dropped as low as −8 °C (18 °F).
Snow has even been
recorded in the
Wilpena Pound and at Blinman. The last significant
snowfall was in 1995.
Flora and fauna
Arid land in the Flinders Ranges
The flora of the Ranges are largely species adapted to a semi-arid
environment, such as sugar gum, cypress-pine, mallee and black oak.
Moister areas near
Wilpena Pound support grevilleas, Guinea flowers,
Liliaceae and ferns. Reeds and sedges grow near permanent water
sources such as springs and waterholes.
Since the eradication of dingos and the establishment of permanent
waterholes for stock, the number of red kangaroos, western grey
kangaroos and wallaroos in the
Flinders Ranges has increased. The
yellow-footed rock-wallaby, which neared extinction after the arrival
of Europeans due to hunting and predation by foxes, has now
stabilised. Other endemic marsupials include dunnarts and planigales.
Insectivorous bats make up significant proportion of the mammals.
There are a large number of bird species including parrots, galahs,
emus, the wedge-tailed eagle and small numbers of water birds.
Reptiles include goannas, snakes, dragon lizards, skinks and geckos.
The streambank froglet is an endemic amphibian.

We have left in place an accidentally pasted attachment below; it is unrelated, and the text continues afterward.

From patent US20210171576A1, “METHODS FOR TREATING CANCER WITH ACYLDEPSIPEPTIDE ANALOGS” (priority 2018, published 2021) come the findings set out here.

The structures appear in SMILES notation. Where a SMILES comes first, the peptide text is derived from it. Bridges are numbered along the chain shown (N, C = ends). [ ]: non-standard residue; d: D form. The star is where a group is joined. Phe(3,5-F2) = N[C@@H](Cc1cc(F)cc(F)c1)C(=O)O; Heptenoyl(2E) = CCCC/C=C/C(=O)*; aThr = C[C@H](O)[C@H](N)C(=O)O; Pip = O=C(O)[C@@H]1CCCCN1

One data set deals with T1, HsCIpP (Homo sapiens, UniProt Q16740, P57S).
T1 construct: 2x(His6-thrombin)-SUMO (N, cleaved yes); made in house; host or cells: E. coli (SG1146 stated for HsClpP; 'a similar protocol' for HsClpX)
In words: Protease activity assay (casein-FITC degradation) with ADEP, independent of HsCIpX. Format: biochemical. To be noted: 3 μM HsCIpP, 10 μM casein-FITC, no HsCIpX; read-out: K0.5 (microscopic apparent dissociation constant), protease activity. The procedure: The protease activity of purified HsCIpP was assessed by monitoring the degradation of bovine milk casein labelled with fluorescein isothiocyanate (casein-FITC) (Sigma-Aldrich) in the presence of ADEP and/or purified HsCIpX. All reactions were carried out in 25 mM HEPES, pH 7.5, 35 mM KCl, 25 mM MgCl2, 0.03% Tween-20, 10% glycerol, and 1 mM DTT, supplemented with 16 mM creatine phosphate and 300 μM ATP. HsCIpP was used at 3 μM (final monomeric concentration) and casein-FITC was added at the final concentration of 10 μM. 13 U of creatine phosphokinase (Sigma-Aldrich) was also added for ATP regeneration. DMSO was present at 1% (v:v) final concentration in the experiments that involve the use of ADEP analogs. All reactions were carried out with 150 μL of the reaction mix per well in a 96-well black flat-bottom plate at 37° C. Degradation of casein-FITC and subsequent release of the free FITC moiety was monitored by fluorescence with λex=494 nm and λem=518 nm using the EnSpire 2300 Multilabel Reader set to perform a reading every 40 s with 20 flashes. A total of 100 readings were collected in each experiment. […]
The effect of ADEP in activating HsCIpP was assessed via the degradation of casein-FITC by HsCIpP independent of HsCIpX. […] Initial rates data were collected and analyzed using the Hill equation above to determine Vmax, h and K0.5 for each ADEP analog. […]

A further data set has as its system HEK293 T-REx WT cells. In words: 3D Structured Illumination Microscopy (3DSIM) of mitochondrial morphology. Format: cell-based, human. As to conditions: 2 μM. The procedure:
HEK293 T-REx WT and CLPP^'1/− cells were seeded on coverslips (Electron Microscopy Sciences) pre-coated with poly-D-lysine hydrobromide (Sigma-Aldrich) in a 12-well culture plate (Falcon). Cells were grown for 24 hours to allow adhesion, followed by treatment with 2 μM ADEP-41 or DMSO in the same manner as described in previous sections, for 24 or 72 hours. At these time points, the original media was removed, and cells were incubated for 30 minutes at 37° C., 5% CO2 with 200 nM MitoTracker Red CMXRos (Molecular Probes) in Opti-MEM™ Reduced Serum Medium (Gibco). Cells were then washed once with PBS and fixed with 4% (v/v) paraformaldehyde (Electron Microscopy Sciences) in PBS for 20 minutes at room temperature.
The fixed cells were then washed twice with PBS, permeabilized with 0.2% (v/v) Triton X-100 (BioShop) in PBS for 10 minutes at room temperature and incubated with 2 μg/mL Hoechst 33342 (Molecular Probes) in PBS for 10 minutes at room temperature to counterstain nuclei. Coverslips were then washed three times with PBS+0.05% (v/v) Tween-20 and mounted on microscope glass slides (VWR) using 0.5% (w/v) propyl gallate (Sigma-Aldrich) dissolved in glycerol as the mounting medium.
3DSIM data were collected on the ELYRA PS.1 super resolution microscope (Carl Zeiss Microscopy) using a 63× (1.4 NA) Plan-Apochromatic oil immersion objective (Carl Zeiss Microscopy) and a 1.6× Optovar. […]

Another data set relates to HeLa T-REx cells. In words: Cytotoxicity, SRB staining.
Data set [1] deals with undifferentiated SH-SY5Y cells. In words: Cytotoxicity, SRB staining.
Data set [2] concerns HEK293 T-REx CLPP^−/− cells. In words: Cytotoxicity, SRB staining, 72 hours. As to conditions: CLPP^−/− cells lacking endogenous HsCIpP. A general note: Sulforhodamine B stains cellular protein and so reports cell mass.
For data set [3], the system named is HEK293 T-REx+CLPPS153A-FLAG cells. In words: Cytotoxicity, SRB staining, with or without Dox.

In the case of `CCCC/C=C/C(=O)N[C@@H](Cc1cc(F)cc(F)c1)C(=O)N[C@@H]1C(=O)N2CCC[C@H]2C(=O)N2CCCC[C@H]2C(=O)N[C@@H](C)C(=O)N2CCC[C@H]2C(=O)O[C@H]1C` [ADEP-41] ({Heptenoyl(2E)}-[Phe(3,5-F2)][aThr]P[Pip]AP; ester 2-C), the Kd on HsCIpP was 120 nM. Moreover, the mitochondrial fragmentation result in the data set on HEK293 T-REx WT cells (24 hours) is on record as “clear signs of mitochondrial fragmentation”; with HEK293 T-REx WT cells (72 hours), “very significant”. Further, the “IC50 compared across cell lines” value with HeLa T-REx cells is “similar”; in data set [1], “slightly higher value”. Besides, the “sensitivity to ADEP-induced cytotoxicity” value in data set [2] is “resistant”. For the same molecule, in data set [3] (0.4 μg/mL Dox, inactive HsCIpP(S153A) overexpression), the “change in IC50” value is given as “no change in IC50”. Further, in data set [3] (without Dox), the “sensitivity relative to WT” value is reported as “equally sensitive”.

The Ranges are part of the
Tirari-Sturt stony desert
Tirari-Sturt stony desert ecoregion.
Flinders Ranges at the southern end of
The first humans to inhabit the
Flinders Ranges were the Adnyamathanha
people (meaning "hill people" or "rock people") whose descendants
still reside in the area, and the Ndajurri people who no longer
exist. Cave paintings, rock engravings and other artefacts indicate
that the Adnyamathana and Ndajurri lived in the
Flinders Ranges for
tens of thousands of years. Occupation of the
Warratyi rock shelter
dates back approximately 49,000 years.
The first European explorers were an exploration party from Matthew
Flinders' seagoing visit to upper
Spencer Gulf aboard HMS
Investigator. They climbed Mount Brown in March 1802. In the winter of
1839 Edward John Eyre, with five men, two drays and ten horses,
further explored the region, setting out from
Adelaide on 1 May. The
party set up a depot near Mount Arden, and then explored the
surrounding region and upper Spencer Gulf, before heading east to the
Murray River and returning to Adelaide.
Flinders Ranges as seen from the Stuart Highway
There are records of squatters in the Quorn district as early as 1845,
and the first pastoral leases were granted in 1851. William Pinkerton
is credited as being the first European to find a route through the
Flinders Ranges via Pichi Richi Pass. In 1853 he drove 7,000 sheep
along the eastern plains of the range to where Quorn would be built 25
years later (Pinkerton Creek runs through the Quorn township).
In 1851 Wilpena, Arkaba and Aroona were established as sheep stations,
and within a few years other runs were marked out through the hills
and along the adjoining eastern and western slopes.
Kanyaka Station was established by Hugh Proby.
During the late 1870s the push to open agricultural land for wheat
north of the
Goyder's Line had met with unusual success, with good
rainfall and crops in the Flinders Ranges. This, along with the copper